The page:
# Editing IQ Complex Tutorial

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Up to now we have been dealing with real signals. The need for complex signals appears in the next step. Simulation requires sampled signal. Sampling is the operation of observing a continuous signal and taking a finite number of samples at a given sampling rate ''f<sub>s</sub>'' (i.e. one sample each 1/''f<sub>s</sub>'' second). Because a simulator can only make calculations on a finite number of samples, it requires a sampled signal. Nyquist Sampling theorem states that the sampling rate must be greater than twice the maximum frequency ''F<sub>Max</sub>'' in order to reconstruct the original signal from the sampled signal. | Up to now we have been dealing with real signals. The need for complex signals appears in the next step. Simulation requires sampled signal. Sampling is the operation of observing a continuous signal and taking a finite number of samples at a given sampling rate ''f<sub>s</sub>'' (i.e. one sample each 1/''f<sub>s</sub>'' second). Because a simulator can only make calculations on a finite number of samples, it requires a sampled signal. Nyquist Sampling theorem states that the sampling rate must be greater than twice the maximum frequency ''F<sub>Max</sub>'' in order to reconstruct the original signal from the sampled signal. | ||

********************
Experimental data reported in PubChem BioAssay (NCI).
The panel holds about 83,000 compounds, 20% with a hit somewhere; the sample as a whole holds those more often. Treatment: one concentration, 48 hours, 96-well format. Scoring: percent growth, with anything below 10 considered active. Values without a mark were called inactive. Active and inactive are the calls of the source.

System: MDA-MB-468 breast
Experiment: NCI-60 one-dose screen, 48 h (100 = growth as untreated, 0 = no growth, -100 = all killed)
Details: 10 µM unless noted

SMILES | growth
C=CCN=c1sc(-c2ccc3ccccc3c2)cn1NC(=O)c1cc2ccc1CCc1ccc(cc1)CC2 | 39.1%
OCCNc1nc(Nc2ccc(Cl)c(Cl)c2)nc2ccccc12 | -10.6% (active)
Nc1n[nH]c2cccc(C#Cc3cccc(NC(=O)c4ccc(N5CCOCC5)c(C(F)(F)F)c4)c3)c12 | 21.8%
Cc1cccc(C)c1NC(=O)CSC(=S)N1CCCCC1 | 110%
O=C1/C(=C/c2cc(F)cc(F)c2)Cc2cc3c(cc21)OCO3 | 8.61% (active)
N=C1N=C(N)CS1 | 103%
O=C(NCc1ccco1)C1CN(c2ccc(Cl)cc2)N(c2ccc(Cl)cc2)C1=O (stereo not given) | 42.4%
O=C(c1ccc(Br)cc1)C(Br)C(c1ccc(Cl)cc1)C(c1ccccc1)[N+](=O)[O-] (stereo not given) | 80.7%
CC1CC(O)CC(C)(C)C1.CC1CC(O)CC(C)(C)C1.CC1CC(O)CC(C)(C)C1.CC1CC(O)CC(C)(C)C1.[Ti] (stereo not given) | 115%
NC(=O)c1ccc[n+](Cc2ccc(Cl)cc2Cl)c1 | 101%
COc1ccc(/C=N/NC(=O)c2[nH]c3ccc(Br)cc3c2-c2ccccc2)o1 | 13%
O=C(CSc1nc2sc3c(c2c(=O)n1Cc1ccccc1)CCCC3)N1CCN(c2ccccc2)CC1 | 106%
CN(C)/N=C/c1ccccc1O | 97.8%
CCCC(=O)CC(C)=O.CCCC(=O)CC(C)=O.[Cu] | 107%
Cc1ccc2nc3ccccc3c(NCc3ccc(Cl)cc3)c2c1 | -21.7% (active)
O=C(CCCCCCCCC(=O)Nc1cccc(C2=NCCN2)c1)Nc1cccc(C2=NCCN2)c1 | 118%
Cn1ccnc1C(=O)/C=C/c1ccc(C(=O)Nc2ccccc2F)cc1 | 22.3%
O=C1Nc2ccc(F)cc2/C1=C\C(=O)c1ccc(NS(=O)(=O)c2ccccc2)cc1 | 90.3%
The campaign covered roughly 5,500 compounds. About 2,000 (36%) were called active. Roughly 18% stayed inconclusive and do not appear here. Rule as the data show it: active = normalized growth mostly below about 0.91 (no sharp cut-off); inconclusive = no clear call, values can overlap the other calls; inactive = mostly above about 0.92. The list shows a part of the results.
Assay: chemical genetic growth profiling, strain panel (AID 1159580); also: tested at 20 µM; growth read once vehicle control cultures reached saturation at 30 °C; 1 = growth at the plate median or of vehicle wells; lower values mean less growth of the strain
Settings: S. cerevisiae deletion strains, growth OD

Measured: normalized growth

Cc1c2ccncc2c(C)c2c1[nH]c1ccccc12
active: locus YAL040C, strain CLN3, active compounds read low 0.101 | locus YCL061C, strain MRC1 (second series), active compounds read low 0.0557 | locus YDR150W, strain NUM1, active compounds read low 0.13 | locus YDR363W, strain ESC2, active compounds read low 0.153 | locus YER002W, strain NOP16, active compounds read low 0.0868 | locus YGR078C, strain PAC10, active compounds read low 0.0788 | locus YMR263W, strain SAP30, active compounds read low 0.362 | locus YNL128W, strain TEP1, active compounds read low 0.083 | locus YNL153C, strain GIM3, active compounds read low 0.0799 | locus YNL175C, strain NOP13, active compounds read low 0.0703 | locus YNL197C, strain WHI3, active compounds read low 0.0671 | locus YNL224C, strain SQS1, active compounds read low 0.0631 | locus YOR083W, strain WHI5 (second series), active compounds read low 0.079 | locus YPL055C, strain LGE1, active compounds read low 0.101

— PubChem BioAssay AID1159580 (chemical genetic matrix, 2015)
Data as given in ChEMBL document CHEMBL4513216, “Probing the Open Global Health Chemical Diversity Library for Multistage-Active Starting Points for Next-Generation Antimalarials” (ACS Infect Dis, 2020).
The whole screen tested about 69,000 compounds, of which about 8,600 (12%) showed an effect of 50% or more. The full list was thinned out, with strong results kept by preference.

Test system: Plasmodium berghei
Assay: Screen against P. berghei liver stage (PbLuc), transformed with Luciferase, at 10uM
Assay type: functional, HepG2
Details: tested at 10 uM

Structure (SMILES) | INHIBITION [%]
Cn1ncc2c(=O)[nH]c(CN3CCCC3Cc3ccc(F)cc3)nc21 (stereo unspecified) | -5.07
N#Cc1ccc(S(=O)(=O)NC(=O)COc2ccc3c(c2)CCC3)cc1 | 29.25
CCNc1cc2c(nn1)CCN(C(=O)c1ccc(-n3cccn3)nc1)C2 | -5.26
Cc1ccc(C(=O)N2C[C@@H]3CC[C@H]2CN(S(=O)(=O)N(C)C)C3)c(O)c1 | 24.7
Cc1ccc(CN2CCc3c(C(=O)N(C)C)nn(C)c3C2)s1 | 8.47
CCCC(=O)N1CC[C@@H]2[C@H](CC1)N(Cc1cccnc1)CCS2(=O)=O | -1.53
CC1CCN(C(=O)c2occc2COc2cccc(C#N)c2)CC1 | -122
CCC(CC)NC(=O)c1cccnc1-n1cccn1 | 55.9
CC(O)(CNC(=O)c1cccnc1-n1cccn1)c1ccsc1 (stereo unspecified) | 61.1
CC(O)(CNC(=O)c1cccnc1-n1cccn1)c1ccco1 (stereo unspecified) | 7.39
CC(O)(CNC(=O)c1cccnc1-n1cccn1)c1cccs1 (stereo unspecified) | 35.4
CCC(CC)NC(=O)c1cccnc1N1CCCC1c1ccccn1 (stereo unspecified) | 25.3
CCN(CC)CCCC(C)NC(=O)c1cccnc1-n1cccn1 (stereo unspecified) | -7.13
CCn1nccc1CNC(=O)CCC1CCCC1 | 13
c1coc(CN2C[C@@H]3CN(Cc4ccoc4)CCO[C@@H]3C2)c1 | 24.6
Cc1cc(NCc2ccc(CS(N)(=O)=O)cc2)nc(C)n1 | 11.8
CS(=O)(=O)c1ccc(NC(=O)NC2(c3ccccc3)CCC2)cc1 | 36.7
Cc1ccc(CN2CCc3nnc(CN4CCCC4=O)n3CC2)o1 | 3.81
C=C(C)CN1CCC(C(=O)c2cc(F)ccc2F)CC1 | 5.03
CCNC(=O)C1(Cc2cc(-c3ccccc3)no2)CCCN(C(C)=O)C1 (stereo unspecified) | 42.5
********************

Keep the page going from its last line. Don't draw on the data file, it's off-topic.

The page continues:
: <math>f_s > | : <math>f_s > F_{Max}</math> | ||

For a HiFi audio signal, the maximum audio frequency <math>F_{Max Audio}</math> is close to 20 kHz, so the sampling rate must be higher than 40 kHz (44.1 kHz is often used in computer sound cards, 8 kHz is used for mobile phones since voice has a lower frequency range than HiFi audio). Β | For a HiFi audio signal, the maximum audio frequency <math>F_{Max Audio}</math> is close to 20 kHz, so the sampling rate must be higher than 40 kHz (44.1 kHz is often used in computer sound cards, 8 kHz is used for mobile phones since voice has a lower frequency range than HiFi audio). Β |